There are very few times when a player jumps out at you to such a degree that he becomes magnetic.
During season 2017/18, it was clear that amidst Lille’s various struggles, including almost going bankrupt and staying up by the skin of their teeth, they at least had a pillar to tie their hopes to. It wasn’t an irregularity for teams around the lower echelons of the top five leagues; plenty have a single source of hope, deciding to build a team that gets the most out of their key player.
Then 2018/19 came, and Nicolas Pepe was properly magnetised.
Suddenly, eyes were drawn to him out of sheer necessity. Soon he wasn’t being talked about along similar lines as promising youngsters who could make the move to a top club, he was being heralded as France’s next superstar.
Then he went and dismantled an already-fragile Paris St. Germain in a 5-1 demolition, and even the mainstream viewers started getting caught wide-eyed at just how impressive the 24-year-old was. Or, more poignantly, how impressive he now is.
He would be an ideal fit into the Champions League winning Reds. To take them to the next level of attacking verve, and finally have a fourth man to rotate in and out of the attack. The Fab Four would be reformed, only as a different iteration. A faster iteration. A more lethal iteration.
He scored 22 goals and assisted 11 times in 38 Ligue 1 appearances (meaning he was available for every single league game this season) and was the key component to the only side that considered taking the fight to PSG in France’s top flight this season. That aforementioned 5-1 battering of PSG, where Pepe scored once and assisted twice was indicative of just how good of a player he’s become, and why the price tag being quoted for him is on the high side (reports of €80 million Euros are being proliferated in the press.)
But that PSG game was only the cap to an exceptional season from an exceptional player who would add devastating speed, a nous for scoring goals (13 of his goals were from open play this season) and the perfect complement to an already lightning Liverpool attack, with the added bonus of giving Klopp some flexibility in his approach.
Indeed, the magnetism of Nicolas Pepe was on show long before the PSG game in April.
It was apparent at season’s beginning when he scored five goals in the space of three days; putting three past Amiens in a 3-2 win and two past former club Angers in a 5-0 thrashing. Everything had clicked, he was on a relentless quest for dominion, and none in Ligue 1 were to be spared.
His lightning speed and supreme positioning are his two most important traits; those that mirror Mohamed Salah, but his impressive composure in front of goal is another standout facet of Pepe’s game. All of which could be seen when Pepe took centre stage against Marseille, after a blistering start to the season.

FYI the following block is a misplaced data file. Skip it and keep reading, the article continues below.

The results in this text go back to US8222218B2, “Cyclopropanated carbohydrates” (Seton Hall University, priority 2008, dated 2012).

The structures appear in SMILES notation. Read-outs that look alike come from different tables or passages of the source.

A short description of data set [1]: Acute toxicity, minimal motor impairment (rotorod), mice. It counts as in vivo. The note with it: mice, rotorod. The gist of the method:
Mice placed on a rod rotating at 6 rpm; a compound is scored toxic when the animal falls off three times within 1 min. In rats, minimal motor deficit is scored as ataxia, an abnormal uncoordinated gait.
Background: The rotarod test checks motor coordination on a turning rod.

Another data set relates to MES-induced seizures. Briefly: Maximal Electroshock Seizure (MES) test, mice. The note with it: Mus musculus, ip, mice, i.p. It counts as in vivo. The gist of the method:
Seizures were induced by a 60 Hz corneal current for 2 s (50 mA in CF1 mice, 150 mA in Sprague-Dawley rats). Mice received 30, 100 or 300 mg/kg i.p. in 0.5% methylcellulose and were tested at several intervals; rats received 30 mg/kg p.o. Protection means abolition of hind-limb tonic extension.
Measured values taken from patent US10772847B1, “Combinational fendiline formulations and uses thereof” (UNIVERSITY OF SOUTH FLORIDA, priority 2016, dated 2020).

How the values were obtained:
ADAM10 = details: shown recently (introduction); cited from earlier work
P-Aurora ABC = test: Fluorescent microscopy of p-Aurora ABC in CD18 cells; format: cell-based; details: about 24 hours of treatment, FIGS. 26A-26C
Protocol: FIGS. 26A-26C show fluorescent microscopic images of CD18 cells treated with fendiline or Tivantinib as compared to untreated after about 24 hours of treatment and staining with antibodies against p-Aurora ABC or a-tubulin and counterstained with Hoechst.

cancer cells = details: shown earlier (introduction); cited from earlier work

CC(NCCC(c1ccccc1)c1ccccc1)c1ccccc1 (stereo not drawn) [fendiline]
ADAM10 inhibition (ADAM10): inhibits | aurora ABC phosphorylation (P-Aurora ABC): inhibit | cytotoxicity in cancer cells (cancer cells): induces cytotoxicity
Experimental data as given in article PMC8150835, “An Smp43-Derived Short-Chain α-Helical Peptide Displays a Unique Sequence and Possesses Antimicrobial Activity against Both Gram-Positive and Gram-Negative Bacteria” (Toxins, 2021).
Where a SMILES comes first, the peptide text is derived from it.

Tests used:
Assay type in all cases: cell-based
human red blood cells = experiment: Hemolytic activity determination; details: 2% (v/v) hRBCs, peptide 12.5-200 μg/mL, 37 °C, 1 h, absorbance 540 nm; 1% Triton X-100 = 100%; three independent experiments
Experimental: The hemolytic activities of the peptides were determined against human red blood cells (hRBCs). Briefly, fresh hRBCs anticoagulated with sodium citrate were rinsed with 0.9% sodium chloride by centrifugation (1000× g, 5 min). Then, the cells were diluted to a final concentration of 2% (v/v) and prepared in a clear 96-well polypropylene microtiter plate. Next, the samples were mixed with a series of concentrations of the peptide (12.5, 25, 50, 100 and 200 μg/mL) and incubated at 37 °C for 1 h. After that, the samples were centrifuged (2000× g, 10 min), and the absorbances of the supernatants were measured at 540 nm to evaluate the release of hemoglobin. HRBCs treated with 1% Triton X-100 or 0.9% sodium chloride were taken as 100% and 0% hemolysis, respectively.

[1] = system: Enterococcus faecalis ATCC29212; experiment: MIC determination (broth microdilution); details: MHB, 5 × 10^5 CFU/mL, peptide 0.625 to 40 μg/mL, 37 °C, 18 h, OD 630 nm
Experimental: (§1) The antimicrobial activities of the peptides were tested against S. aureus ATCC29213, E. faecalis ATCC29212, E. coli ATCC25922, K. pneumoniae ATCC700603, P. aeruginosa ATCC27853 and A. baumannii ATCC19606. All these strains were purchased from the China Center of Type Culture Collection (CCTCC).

Christophe Galtier’s men attacked in packs of three, as they usually did, with Jonathan Bamba and Pepe the two most lively attackers. But it was the latter who threatened most, getting the ball in between the full back and centre half and cutting inside, ensuring he was always catching his defender off balance. He also used his sheer speed of dribbling to skirt past defenders within two or three touches.
It was all very reminiscent of a certain ‘Egyptian King’…
As it was in the rest of the season, Pepe was Lille’s fulcrum that day, often moving central and counterattacking with such vigour and pace that Loic Remy was yards behind his two attacking counterparts. Then, when it got more packed in, Pepe would simply make runs in behind the defence, catching them off guard, and took the ball in stride. The run he went on; following a quick one-two, to win the first penalty was pure Nicolas Pepe, and it was gorgeous to watch.
Then, months later, when Lille had to travel to Marseille in the reverse tie, he did it again, this time scoring both goals for himself (one of which was a penalty.)
His deficiencies stem from the fact he’s only really played in a counter-attacking team, though he adapted well when more teams caught wind to his danger and began marking him more tightly. Because of this, he only makes half the touches inside the opponent’s box that Mo Salah does – though oddly, the number (around 4.8) gets close to those of Sadio Mane (per Football Whispers).
Pepe is different from both of Liverpool’s star inside forwards too in that he often picks up the ball with his back to goal, holding it up in the centre forward position and playing in the equally dynamic Bamba – a combination that would be upgraded upon should the Frenchman arrive at Liverpool.
His 11 assists indicate his creativity, too, and his defensive output is strong enough for a player so used to being relied upon offensively. And the final pass is sometimes lacking, given how bold he tries to be, but the reality is that Pepe’s profile fits in exceptionally well when it comes to what Liverpool want in an attacker.
As it should, because Nicolas Pepe is an exceptional player.